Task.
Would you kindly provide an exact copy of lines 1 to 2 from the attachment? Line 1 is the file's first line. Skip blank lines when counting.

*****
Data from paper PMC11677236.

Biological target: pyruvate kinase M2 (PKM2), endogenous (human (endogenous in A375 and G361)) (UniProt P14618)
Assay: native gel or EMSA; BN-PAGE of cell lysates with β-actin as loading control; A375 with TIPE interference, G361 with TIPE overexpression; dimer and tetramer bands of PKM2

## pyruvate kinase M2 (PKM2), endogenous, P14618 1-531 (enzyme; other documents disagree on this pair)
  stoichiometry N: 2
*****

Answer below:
Data from paper PMC11677236.

Biological target: pyruvate kinase M2 (PKM2), endogenous (human (endogenous in A375 and G361)) (UniProt P14618)